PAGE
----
Mount Snow's Riglet Park.Mount Snow/Mount Snow Photo

802-464-3333, www.mountsnow.com, $48-$301

With some 400 instructors on its ski school staff, one of the largest in New England, Mount Snow has long been regarded as a top destination for learners. The resort has a dedicated building and training area, including three surface lifts and an old triple chairlift slow enough that even the greenest of novices can quickly master getting on and off. This season marks the addition of Burton Riglet Park, a new training area for aspiring snowboarders, ages 3-6 (previously, the youngest snowboarders at Mount Snow were 4 years old). The park utilizes riglet reels, which attach to the nose of the snowboard so that instructors can pull the student along while they learn standing sideways (two-hour sessions run $80 and include equipment). You have to wonder how many more gold medals Kelly Clark might have snagged if she could have had that sort of thing at her disposal when she was starting out in West Dover.


6. SUNDAY RIVER, Newry, Maine

Young people learned to ski at Sunday River. Sunday River

207-824-3000, www.sundayriver.com, $58-$300

With 132 trails for those of various abilities, Sunday River is one of New England’s most popular ski resorts. So naturally, one might expect some bustling chaos at its busy ski school on weekends. But the resort handles it all with ease, thanks to its capable “Perfect Turn” staff, whose streamlined and organized approach inspires focus and calm. Once on the hill, beginners will find all the learning amenities they need, from professional instruction to ease of shuttling up the slope with the use of magic carpets. A three-day, learn-to-ride package ($180) also affords students the ability to take a lesson at fellow Boyne property Sugarloaf on nonconsecutive days.



802-297-4000, www.stratton.com, $59-$595

Groomers. Groomers. Groomers. While Stratton may not epitomize the daredevil skier’s idea of an enticing vertical destination, it’s among the best in New England for those who love to rip the fresh corduroy from mountain-grooming machines, which also makes it ideal for beginners. Stratton features dedicated lessons for a number of different groups, including snowboarders (it is, after all, the home mountain of such pro snowboarders as Ross Powers and Lindsey Jacobellis) and women-only classes. And if you find yourself tossing your poles in frustration, there’s always the European-style base village, with some two dozen shops and restaurants in which to drown your day with retail therapy.


603-374-2600, www.attitash.com, $59-$270

Unless you’re hiking the backcountry, the word “free” doesn’t get tossed around in too many skiing and riding circles. That’s not the case at Attitash, where a free, lift-serviced area debuted this season at the Bear Peak section of the resort. “It’s an initiative to bring new skiers and riders into the sport,” Attitash spokesman Thomas Prindle said. As at nearby Bretton Woods, which boasts a free learning area for children, skiers and riders new to the sport are welcome to test the waters at Attitash only for the cost of a rental (full-day packages $16-$36).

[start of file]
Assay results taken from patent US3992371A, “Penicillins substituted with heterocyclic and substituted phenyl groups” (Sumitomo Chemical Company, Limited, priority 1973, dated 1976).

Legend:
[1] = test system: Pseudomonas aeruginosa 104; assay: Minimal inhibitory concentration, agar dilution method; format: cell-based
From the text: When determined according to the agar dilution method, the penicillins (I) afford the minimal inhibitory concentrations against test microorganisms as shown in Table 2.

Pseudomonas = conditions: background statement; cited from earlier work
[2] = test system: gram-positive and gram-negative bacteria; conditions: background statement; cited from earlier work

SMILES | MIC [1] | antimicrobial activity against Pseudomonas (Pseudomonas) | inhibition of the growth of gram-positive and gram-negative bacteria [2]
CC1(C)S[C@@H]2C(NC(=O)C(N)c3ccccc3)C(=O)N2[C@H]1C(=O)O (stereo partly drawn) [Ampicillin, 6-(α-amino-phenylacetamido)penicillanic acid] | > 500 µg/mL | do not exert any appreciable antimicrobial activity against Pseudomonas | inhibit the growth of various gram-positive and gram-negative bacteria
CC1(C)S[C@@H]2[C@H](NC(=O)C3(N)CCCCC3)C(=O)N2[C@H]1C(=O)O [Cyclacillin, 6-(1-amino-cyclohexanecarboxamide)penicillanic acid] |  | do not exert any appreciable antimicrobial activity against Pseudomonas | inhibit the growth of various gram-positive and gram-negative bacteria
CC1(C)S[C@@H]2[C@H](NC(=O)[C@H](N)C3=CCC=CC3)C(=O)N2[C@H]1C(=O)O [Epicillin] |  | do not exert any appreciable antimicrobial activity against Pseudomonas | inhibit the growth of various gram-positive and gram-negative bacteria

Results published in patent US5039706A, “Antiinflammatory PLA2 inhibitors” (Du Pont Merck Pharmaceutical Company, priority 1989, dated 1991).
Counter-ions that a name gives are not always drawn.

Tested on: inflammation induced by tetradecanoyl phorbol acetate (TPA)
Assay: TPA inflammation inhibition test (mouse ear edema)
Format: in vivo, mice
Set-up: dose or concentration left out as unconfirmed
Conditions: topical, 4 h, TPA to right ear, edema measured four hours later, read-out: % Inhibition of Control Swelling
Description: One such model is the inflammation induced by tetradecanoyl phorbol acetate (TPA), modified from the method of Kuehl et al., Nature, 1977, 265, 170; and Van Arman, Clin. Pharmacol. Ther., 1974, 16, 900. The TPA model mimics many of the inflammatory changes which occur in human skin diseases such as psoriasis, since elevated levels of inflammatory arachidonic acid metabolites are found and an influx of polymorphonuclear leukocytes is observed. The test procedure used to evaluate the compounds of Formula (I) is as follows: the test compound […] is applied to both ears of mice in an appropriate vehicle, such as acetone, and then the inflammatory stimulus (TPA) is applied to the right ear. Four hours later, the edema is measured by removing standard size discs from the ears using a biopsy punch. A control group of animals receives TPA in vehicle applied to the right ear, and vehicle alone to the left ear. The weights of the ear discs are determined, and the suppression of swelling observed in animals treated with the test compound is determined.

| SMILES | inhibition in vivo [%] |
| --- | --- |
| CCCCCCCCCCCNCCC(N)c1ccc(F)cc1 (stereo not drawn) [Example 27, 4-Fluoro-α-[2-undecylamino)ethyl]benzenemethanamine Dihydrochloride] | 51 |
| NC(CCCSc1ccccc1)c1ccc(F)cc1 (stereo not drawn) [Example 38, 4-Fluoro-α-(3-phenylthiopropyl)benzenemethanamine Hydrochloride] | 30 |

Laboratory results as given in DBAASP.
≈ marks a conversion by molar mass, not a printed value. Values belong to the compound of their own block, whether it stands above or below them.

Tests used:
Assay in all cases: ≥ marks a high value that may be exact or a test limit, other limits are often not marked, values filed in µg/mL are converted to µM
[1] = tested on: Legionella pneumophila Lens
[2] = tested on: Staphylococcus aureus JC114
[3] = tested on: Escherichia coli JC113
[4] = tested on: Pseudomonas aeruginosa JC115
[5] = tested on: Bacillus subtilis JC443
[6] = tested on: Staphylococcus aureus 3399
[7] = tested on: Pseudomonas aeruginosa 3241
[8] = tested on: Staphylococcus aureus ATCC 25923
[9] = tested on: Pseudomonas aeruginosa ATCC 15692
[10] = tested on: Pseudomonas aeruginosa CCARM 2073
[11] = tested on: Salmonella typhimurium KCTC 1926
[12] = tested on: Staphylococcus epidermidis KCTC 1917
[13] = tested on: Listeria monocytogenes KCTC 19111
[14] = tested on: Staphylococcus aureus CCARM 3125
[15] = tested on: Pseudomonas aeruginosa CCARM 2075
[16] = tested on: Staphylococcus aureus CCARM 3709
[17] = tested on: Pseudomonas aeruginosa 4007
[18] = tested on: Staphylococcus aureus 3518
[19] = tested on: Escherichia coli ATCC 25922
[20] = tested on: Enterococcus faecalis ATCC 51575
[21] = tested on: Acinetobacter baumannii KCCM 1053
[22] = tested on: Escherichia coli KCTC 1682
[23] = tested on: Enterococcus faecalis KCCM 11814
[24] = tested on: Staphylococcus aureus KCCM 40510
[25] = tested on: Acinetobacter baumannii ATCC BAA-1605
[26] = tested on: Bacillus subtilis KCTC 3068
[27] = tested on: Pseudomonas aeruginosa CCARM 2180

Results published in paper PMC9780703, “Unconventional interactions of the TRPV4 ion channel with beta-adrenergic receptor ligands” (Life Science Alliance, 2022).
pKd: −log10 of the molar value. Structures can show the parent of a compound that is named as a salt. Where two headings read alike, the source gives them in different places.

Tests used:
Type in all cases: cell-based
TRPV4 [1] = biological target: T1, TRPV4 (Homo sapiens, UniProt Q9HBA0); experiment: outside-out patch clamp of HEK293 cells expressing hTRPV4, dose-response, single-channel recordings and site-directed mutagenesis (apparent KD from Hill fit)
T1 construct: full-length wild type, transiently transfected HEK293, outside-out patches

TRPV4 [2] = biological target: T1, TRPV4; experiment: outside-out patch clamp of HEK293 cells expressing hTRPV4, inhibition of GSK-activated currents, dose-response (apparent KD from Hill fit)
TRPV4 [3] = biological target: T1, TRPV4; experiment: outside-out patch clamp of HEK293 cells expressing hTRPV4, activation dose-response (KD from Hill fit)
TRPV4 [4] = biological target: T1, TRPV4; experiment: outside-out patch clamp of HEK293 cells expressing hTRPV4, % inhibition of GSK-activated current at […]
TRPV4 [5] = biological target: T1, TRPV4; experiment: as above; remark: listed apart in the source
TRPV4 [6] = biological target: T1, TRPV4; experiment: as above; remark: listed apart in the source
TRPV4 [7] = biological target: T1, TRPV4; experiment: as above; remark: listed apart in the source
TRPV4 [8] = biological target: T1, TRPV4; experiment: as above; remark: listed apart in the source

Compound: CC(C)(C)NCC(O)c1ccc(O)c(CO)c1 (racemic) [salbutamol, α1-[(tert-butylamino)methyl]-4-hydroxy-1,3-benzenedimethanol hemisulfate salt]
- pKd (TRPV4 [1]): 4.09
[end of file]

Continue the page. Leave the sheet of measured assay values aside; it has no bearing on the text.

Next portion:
9. WATERVILLE VALLEY, Waterville Valley, N.H.

603-236-8311, www.waterville.com, $42-$410

Just two hours north of Boston, Waterville Valley has always been a major destination for day-trippers, and it has much to offer novice skiers and riders. The mountain’s accessibility is enhanced by its ski-school instructors, who welcome a wide range of abilities and ages. Waterville really shines, however, in its “Kids Kamp” programs, classes expressly designed to prevent children from feeling intimidated (classes are broken down into three divisions: age 3, ages 4-6, and ages 7-12). The cost ($97-$113) includes instruction, lift ticket, lunch, and snacks. Rentals for the camps run $22 per day.

10. SUGARBUSH, Warren, Vt.

802-583-6300, www.sugar
bush.com, $50-$255

Hey, you should never stop learning right? Sugarbush’s extensive list of ski-school programs aims at teaching both the young and the not-quite-so-young, no matter the ability — in fact, there are even offerings for experienced skiers. The “Adventures With John Egan’’ program pairs the former star of multiple Warren Miller ski movies with students seeking advanced instruction ($219-$659, each additional person is $45). Nobody is going to promise that by the end of the day you’ll be skiing like Egan, but for bragging rights, it might just be right up there with a 4-year-old’s excitement about making his first turns without falling.

Eric Wilbur can be reached at ewilbur@boston.com.